Palantir is Silicon Valley startup, founded by Peter Thiel, that benefitted from early CIA investment.
The company went public this week with unimpressive results.
The company’s clientele in the national security and immigration agencies has made it politically controversial. One former CIA official turned Joe Biden adviser scrubbed her work for the firm from her resume.
In New York magazine Sharon Weinberger lays bare the reality behind the hype:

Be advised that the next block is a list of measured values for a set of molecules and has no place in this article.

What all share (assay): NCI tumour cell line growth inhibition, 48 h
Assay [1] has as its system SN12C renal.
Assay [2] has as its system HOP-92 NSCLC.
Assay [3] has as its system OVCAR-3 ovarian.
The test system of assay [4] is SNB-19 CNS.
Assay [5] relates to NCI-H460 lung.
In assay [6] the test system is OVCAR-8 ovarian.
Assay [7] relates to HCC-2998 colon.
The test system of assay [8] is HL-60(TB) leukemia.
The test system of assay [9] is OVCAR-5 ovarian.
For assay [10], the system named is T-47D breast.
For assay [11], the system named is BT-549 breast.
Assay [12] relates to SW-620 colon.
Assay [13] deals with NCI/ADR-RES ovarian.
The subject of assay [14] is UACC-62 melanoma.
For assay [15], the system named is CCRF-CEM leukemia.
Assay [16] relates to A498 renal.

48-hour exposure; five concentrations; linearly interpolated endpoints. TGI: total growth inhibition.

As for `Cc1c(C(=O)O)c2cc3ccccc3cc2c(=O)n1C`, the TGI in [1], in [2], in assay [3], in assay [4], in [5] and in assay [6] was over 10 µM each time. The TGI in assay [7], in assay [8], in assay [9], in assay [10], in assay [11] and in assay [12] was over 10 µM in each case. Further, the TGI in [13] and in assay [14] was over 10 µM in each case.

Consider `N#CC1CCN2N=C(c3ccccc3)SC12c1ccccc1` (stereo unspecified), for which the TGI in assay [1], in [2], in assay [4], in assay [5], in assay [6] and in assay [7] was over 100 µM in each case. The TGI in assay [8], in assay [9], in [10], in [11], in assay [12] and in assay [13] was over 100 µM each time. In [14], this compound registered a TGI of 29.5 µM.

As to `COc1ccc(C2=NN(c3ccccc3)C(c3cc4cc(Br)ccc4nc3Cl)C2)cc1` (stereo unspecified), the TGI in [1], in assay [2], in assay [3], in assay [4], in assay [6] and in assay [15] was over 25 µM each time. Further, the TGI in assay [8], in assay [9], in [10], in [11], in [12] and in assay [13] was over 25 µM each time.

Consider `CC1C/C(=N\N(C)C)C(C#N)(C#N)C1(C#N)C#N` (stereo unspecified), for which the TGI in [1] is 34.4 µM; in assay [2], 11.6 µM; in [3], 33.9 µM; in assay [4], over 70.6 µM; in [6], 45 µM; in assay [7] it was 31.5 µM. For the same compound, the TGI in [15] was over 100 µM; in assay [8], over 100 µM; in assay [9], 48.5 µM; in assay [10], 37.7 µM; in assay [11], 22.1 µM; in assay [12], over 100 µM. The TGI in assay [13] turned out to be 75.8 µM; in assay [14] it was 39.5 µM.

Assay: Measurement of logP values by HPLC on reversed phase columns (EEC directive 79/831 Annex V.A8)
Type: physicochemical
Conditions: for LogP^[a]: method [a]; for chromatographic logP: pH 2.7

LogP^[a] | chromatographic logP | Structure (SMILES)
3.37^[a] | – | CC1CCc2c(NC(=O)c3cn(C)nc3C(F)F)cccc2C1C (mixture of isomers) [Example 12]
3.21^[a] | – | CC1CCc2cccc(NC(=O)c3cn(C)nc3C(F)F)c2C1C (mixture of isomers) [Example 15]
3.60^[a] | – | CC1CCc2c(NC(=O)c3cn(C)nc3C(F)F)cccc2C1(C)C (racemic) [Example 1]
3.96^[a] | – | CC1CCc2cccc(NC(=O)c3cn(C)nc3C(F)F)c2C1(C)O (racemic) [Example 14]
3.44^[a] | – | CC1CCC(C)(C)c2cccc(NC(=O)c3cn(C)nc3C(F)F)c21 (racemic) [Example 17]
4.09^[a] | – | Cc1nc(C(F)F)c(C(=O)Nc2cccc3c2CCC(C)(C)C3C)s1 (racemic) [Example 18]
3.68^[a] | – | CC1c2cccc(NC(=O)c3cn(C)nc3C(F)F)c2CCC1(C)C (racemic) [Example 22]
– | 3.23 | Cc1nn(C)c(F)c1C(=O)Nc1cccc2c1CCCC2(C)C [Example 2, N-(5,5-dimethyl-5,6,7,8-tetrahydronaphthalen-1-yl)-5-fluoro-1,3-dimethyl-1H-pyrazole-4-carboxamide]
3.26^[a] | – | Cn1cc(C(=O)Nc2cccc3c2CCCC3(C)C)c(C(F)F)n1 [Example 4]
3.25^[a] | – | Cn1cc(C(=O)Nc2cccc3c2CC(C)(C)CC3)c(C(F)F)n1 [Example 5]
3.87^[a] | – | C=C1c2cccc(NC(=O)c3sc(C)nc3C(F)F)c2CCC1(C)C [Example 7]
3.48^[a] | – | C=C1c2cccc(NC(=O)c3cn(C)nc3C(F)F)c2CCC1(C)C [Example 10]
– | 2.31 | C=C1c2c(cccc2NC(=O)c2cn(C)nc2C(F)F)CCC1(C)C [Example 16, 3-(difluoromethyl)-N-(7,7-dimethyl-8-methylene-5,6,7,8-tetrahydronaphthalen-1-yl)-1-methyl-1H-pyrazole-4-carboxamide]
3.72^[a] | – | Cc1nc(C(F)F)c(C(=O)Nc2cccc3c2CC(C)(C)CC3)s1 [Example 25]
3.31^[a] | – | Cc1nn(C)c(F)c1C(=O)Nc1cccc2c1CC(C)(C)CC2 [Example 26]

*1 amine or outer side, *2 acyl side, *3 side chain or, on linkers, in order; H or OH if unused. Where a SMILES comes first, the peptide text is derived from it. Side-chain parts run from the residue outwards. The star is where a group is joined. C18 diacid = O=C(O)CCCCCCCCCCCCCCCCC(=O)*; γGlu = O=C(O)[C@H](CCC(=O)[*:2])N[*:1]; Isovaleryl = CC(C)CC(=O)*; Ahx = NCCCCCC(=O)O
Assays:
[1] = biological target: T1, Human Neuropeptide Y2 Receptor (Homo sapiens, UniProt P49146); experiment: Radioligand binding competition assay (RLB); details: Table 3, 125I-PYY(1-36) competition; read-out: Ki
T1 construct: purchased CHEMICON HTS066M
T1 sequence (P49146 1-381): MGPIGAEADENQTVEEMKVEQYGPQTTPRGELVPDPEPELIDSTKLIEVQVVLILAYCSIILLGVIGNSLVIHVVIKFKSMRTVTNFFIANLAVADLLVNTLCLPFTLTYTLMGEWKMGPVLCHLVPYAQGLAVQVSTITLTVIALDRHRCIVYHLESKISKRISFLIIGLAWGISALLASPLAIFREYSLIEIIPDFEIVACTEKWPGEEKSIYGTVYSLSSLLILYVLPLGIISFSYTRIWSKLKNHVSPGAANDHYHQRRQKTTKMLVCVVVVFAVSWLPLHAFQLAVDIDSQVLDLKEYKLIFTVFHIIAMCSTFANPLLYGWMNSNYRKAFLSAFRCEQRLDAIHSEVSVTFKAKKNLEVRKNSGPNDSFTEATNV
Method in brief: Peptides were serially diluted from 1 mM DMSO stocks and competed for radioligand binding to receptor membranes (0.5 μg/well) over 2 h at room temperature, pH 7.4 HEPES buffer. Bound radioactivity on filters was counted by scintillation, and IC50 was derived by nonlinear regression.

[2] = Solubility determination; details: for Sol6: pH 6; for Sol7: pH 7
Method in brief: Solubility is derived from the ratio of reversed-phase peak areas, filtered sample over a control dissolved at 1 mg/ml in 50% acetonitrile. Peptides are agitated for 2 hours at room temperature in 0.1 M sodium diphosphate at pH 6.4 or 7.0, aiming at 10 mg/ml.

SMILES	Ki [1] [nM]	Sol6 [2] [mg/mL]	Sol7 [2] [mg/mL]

Palantir is seeking to cash in on its ability to “do it all.” Over the years, the company has worked with some of the government’s most secretive agencies, including the CIA, the NSA, and the Pentagon’s Special Operations Command. As recently as two years ago, its value was estimated at $20 billion, elevating it to the loftiest heights of the tech “unicorns,” privately held companies valued at more than $1 billion. On September 30, Palantir is scheduled to go public, selling shares in a highly anticipated gambit that could make Karp one of Silicon Valley’s richest CEOs and cement the reputation of Thiel, the first outside investor in Facebook and a co-founder of PayPal, as one of the most visionary tech entrepreneurs of his generation.